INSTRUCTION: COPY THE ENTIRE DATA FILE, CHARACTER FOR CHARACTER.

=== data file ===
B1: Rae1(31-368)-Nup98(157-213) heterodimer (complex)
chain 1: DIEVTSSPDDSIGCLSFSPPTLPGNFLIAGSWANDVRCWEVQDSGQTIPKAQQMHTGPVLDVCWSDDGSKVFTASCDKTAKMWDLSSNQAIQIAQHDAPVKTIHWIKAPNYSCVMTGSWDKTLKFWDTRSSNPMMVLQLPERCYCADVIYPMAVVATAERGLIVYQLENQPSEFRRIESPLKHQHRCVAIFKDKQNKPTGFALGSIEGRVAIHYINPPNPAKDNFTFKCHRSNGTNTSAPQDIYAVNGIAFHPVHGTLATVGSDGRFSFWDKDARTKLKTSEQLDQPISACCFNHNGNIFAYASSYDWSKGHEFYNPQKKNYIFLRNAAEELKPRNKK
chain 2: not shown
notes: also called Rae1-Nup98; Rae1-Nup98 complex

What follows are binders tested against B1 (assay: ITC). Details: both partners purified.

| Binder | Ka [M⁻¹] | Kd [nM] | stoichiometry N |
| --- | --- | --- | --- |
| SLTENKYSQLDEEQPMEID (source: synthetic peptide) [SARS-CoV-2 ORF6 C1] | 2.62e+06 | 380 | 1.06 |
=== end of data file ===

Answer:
B1: Rae1(31-368)-Nup98(157-213) heterodimer (complex)
chain 1: DIEVTSSPDDSIGCLSFSPPTLPGNFLIAGSWANDVRCWEVQDSGQTIPKAQQMHTGPVLDVCWSDDGSKVFTASCDKTAKMWDLSSNQAIQIAQHDAPVKTIHWIKAPNYSCVMTGSWDKTLKFWDTRSSNPMMVLQLPERCYCADVIYPMAVVATAERGLIVYQLENQPSEFRRIESPLKHQHRCVAIFKDKQNKPTGFALGSIEGRVAIHYINPPNPAKDNFTFKCHRSNGTNTSAPQDIYAVNGIAFHPVHGTLATVGSDGRFSFWDKDARTKLKTSEQLDQPISACCFNHNGNIFAYASSYDWSKGHEFYNPQKKNYIFLRNAAEELKPRNKK
chain 2: not shown
notes: also called Rae1-Nup98; Rae1-Nup98 complex

What follows are binders tested against B1 (assay: ITC). Details: both partners purified.

| Binder | Ka [M⁻¹] | Kd [nM] | stoichiometry N |
| --- | --- | --- | --- |
| SLTENKYSQLDEEQPMEID (source: synthetic peptide) [SARS-CoV-2 ORF6 C1] | 2.62e+06 | 380 | 1.06 |